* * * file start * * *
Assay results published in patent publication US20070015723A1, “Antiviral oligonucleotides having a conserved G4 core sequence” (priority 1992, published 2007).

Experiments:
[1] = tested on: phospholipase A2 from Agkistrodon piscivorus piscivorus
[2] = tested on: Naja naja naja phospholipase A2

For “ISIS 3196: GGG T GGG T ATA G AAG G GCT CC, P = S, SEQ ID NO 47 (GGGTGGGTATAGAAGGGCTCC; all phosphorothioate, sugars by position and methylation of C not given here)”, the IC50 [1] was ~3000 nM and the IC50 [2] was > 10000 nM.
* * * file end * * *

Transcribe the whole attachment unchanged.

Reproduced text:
Assay results published in patent publication US20070015723A1, “Antiviral oligonucleotides having a conserved G4 core sequence” (priority 1992, published 2007).

Experiments:
[1] = tested on: phospholipase A2 from Agkistrodon piscivorus piscivorus
[2] = tested on: Naja naja naja phospholipase A2

For “ISIS 3196: GGG T GGG T ATA G AAG G GCT CC, P = S, SEQ ID NO 47 (GGGTGGGTATAGAAGGGCTCC; all phosphorothioate, sugars by position and methylation of C not given here)”, the IC50 [1] was ~3000 nM and the IC50 [2] was > 10000 nM.